Beatrice Potter Webb, 1858–1943, English socialist economist; daughter of a wealthy industrialist. She took an early interest in social problems and worked with Charles Booth on his survey of working life in London. Her Cooperative Movement in Great Britain was published in 1891. In 1892 she married Sidney James Webb, 1859–1947, a civil servant and a contributor to Fabian Essays (1890). Thereafter they worked together, complementing each other's qualities in an unusual partnership. They were of first importance in the Fabian Society, in the building up of the British Labour party, and in the creation (1895) of the London School of Economics. In 1913 they founded the New Statesman. Most of the political and social reforms of their period owe much to their indefatigable research and political acumen. Together they produced The History of Trade Unionism (1894; rev. ed. 1920), Industrial Democracy (1897), English Local Government (9 vol., 1906–29), Consumers' Cooperative Movement (1921), and Soviet Communism: A New Civilization? (2 vol., 1935). In 1922 Sidney Webb was elected to Parliament. He was president of the board of trade in the 1924 Labour government and secretary for the colonies from 1929 to 1931. In 1929 he was created Baron Passfield, a title his wife refused to share.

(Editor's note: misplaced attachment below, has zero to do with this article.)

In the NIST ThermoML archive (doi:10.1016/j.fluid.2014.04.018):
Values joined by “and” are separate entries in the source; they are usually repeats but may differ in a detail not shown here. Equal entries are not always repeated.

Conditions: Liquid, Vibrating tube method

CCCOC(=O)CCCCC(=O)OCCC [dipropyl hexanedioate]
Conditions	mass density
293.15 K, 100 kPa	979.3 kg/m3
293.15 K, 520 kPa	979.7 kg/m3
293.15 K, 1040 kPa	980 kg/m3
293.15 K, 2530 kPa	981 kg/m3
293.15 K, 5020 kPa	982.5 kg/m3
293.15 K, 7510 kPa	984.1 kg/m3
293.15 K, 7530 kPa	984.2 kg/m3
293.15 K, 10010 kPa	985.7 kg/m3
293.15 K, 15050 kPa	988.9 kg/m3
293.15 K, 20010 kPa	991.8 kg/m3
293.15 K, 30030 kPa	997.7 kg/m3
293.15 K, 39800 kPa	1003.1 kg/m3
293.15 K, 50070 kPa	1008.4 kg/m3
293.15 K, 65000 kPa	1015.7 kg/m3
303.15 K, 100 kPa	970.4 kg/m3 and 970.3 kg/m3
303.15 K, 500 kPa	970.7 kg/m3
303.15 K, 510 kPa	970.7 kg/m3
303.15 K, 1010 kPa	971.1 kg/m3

See Beatrice Webb's autobiographical My Apprenticeship (1926) and Our Partnership (1948); her diaries (ed. by M. I. Cole, 2 vol., 1952–56); biographies by M. I. Cole (1945) and K. Muggeridge and R. Adam (1968); M. I. Cole, ed. The Webbs and Their Work (1949).